4. 2 Sam. 12:15-23 - David must have understood the eternal safety of an infant because when his child died, he ceased mourning and explained, “I shall go to him ...”
1. Isa. 7:16 - At birth an infant is not morally responsible for his actions, but as one grows up he reaches an age wherein he is able “to refuse the evil and choose the good. “
2. The Greek verb “thelo” literally means “to will,” and it is used a number of times in the scriptures to describe the choice man has.
a. Luke 7:29-30: “The Pharisees and lawyers rejected ...” (i.e. Atheteo, “To thwart the efficacy of anything,” Thayer, p. 14). God desired that these men repent and be baptized, but they had the right not to comply, and they exercised it.
b. Matt. 23:37: The verb “thelo” is used twice in this passage:
(1) Jesus willed to save them: “ how oft would I have gathered ... “
(2) They voluntarily willed to reject: “and ye would not!”
1. The Jews understood this. They once accused God of being unjust because they thought He held them guilty for what their fathers had done. The Lord replied that He judged them according to their own deeds, Ezek. 18:25-32; cf. 2 Cor. 5:10; Rom. 14:12.
2. Gal. 6:5: “For every man shall bear his own burden.”
1. Sin is the transgression of the law, 1 John 3:4. We “yield” ourselves to sin, Rom. 6:16,12-13.
2. James 1:13-15: Sin is the result of lust conceived and is not that which can be inherited. Only those who are of age and ability to be responsible for their choices (lust conceived) are held accountable as sinners. Only then does one become separated from God, Isa. 59:1-2.
3. Repentance likewise must be the choice of one who is brought back into relationship with God. Why would God command repentance if we do not have the ability to choose for ourselves?
a. Acts 17:30: He commands all men everywhere to repent!
b. Joel 2:12-13: Sinners are exhorted to turn unto the Lord, which implies they are of the age and ability to choose obedience, cf. Acts 2:38;8:12.
ANSWER: A careful reading bears out that this quotation does not apply to an inherited corruption of nature existing at birth, but to such as had corrupted themselves by wicked works.
1. Psalm 14 is quoted in this passage where David was talking about the condition existing m Israel. They had apostatized from God. Far from teaching inherited depravity, this shows that the Israelites had come to their sad state by having “done abominable works,” Psa. 14:1.
2. How could they have “gone aside and become filthy” (v. 3) if they were already born that way?
3. Could any of this be true of an infant?
a. “Throat is an open sepulchre”;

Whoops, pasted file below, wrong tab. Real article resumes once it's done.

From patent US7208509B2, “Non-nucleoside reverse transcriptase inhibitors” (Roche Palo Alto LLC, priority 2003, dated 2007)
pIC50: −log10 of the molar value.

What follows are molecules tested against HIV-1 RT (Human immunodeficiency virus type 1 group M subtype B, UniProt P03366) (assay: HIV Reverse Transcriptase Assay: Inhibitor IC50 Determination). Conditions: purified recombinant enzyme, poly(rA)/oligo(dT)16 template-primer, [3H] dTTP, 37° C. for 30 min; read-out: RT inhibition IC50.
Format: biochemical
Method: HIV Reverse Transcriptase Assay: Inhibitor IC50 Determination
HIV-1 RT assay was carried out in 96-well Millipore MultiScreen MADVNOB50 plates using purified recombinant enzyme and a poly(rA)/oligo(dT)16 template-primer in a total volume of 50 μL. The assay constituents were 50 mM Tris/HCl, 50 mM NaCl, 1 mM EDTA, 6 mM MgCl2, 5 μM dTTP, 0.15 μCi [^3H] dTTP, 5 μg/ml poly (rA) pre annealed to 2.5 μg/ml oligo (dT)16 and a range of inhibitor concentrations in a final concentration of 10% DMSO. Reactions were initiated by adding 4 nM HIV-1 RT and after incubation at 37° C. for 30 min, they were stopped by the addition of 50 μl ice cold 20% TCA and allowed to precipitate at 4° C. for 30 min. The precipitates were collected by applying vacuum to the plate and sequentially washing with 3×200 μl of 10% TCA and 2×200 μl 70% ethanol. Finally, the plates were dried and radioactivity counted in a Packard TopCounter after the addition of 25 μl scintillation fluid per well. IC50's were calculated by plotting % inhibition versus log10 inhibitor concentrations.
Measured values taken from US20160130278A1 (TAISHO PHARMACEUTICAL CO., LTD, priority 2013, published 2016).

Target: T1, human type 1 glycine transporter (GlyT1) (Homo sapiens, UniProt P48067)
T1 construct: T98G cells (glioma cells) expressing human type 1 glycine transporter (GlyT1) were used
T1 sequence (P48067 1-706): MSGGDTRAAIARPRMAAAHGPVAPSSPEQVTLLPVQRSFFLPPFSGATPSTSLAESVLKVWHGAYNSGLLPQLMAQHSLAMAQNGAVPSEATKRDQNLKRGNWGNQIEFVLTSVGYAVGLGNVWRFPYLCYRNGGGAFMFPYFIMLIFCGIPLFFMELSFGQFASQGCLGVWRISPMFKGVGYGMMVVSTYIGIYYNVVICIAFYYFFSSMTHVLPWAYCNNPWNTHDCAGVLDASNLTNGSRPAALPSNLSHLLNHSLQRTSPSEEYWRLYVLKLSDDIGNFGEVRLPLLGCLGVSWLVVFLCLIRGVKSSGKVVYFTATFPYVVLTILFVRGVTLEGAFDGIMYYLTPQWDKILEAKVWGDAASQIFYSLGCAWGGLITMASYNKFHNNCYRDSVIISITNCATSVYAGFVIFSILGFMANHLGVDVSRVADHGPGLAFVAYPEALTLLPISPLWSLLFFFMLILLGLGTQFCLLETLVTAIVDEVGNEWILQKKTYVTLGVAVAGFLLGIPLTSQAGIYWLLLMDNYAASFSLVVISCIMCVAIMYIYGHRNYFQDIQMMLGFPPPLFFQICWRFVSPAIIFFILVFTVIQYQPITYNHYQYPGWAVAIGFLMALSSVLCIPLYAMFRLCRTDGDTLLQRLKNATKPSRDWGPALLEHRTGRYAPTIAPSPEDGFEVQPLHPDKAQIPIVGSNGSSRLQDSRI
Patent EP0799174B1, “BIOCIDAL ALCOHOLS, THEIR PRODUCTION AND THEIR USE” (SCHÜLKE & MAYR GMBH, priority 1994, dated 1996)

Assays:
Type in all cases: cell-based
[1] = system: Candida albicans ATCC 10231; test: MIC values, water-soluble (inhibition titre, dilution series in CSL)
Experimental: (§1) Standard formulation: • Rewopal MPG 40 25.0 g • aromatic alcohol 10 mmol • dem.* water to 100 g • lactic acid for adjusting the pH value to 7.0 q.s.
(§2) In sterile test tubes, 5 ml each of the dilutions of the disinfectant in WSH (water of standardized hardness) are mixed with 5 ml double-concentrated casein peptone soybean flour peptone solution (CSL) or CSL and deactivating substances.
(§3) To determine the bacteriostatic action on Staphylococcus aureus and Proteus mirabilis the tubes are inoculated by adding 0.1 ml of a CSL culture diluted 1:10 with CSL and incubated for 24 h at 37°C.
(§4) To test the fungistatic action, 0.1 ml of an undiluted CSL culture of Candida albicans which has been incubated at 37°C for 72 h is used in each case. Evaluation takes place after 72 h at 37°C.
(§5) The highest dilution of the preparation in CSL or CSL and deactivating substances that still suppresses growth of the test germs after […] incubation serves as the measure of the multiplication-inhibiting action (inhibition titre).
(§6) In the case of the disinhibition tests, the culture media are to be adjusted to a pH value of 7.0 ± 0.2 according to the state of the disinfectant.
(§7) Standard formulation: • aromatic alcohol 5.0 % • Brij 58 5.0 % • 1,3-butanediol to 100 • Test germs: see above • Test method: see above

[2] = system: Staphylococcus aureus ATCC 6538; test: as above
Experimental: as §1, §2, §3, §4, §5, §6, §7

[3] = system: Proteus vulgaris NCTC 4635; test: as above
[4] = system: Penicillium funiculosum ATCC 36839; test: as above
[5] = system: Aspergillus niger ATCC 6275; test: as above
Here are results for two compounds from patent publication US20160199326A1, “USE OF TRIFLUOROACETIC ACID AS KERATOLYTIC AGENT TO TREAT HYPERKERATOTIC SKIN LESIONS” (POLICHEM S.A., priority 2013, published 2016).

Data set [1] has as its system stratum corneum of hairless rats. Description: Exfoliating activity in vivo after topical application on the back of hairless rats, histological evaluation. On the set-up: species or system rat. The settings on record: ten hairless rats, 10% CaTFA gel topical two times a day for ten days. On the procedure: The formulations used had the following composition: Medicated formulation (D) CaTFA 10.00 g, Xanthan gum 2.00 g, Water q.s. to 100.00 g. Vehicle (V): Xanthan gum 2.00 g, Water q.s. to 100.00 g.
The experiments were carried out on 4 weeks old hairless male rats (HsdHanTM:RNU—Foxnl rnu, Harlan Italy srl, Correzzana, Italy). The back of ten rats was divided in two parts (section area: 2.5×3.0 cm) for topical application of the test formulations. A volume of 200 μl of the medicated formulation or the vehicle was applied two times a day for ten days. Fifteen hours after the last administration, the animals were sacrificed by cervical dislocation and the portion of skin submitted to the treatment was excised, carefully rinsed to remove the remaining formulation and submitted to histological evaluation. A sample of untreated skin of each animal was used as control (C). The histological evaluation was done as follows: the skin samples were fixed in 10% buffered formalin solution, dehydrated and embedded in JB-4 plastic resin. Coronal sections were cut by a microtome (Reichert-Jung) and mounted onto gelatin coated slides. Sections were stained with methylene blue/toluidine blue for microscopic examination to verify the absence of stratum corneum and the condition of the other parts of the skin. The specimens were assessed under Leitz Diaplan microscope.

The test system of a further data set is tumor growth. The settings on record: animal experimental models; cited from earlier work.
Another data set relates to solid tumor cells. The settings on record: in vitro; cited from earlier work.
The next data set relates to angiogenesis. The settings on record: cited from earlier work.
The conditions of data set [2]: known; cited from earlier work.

b. “Tongues used for deceit”;
c. “Mouth is full of cursing and bitterness”;
d. “Feet are swift to shed innocent blood.”
4. Not a single one of these descriptions fits a newborn infant, but all of these are applicable to adults who have turned from God and gone into sin.
ANSWER: Whatever may be the meaning of this passage, nothing forces the conclusion that a baby is born with a soul already tainted by sin. Look at the dilemma if it does: (1) If depravity comes by inheritance through our father, then Psa. 51:5 is the wrong passage. (2) If depravity comes by inheritance through our mother, then Christ was depraved, Gal. 4:4! Two plausible answers may be given, but neither proves a child is born with inherited sin.
1. This verse may describe a sinful condition of his mother. If so, it would not prove the sin was imputed to the infant. Were the child to say, “In drunkenness my mother did conceive me,” no one would attribute drunkenness to the child.
2. This may describe the general condition of the world. If so, it would not necessarily mean the infant inherited this condition. Were the child to say, “In a world of cannibalism my mother did conceive me,” no one would conclude the child was automatically a cannibal at birth. He may later become one, but he must first be introduced to the practice.
ANSWER: A careful reading shows this passage does not say they were born astray, but they “go astray as soon as born.”
1. This scripture uses strong, exaggerated language to describe the wickedness of the congregation and judges mentioned in the first verse.
2. How could these statements literally be true of infants?
a. “In heart ye work wickedness”: Children do not work wickedness at birth.
b. “They go astray as soon as they are born, speaking lies”: Infants cannot speak at all, which shows this is a hyperbole, i.e. a form of speech employing exaggeration.